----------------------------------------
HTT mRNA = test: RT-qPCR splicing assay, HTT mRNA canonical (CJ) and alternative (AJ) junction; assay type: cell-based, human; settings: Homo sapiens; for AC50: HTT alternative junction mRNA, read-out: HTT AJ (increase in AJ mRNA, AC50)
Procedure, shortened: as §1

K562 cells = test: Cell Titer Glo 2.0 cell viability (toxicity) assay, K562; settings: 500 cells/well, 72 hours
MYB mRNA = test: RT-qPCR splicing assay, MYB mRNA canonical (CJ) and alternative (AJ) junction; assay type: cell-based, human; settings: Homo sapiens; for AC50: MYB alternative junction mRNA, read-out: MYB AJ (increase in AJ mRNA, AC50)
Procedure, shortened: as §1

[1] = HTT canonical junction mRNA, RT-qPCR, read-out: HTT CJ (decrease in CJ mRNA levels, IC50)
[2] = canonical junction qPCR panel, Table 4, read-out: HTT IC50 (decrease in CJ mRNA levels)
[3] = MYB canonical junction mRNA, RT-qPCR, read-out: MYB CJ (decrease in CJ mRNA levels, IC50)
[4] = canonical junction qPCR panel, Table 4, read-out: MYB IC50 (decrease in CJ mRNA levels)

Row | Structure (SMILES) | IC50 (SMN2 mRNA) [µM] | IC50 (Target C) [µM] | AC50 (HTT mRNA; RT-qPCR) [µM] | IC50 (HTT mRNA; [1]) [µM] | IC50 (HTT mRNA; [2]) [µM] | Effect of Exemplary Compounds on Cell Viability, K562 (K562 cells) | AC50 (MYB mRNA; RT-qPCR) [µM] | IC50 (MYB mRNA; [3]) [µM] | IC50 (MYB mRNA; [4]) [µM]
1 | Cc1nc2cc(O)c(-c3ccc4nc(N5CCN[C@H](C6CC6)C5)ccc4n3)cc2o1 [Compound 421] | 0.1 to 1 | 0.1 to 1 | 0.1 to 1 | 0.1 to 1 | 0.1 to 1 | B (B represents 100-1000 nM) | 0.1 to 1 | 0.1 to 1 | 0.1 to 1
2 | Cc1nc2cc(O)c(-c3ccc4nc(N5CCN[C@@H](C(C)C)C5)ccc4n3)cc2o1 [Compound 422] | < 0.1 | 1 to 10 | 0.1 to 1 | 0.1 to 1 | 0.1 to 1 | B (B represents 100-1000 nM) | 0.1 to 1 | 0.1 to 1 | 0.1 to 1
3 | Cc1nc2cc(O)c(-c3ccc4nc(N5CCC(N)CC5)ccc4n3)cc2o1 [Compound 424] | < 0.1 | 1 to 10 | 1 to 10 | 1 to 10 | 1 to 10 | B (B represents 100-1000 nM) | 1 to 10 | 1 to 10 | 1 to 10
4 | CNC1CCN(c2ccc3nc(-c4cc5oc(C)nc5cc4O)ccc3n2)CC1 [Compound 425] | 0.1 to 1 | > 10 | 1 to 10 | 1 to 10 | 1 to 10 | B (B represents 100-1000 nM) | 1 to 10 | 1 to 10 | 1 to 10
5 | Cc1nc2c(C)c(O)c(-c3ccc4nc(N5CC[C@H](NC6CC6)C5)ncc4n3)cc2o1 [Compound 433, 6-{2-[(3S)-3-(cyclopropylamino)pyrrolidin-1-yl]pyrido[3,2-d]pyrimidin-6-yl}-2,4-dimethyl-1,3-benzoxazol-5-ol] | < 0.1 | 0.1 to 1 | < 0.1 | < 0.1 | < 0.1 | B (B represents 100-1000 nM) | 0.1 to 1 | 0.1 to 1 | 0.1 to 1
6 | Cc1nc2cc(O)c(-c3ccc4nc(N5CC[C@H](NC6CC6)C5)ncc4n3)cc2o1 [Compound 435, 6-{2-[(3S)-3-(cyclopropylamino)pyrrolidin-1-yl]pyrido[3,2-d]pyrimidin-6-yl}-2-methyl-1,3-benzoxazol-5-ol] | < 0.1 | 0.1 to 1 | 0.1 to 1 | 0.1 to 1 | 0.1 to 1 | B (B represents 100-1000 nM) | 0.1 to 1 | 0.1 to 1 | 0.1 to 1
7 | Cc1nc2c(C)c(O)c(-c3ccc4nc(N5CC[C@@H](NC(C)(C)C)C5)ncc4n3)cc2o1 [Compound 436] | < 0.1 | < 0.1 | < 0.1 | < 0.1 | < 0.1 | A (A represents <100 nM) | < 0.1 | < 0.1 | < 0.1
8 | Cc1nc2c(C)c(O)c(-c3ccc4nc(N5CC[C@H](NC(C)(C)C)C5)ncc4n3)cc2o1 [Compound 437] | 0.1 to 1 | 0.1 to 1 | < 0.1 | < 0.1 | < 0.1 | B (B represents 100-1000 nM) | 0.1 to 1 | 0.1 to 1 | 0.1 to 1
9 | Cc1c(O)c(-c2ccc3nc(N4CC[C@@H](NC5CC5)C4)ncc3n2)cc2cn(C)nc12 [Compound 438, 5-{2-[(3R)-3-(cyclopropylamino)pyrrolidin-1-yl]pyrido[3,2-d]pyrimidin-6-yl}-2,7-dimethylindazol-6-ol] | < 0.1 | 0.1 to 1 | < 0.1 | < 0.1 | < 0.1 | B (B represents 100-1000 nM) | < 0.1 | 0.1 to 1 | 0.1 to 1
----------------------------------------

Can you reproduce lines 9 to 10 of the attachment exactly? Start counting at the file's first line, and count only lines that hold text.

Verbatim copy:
[4] = canonical junction qPCR panel, Table 4, read-out: MYB IC50 (decrease in CJ mRNA levels)

Row | Structure (SMILES) | IC50 (SMN2 mRNA) [µM] | IC50 (Target C) [µM] | AC50 (HTT mRNA; RT-qPCR) [µM] | IC50 (HTT mRNA; [1]) [µM] | IC50 (HTT mRNA; [2]) [µM] | Effect of Exemplary Compounds on Cell Viability, K562 (K562 cells) | AC50 (MYB mRNA; RT-qPCR) [µM] | IC50 (MYB mRNA; [3]) [µM] | IC50 (MYB mRNA; [4]) [µM]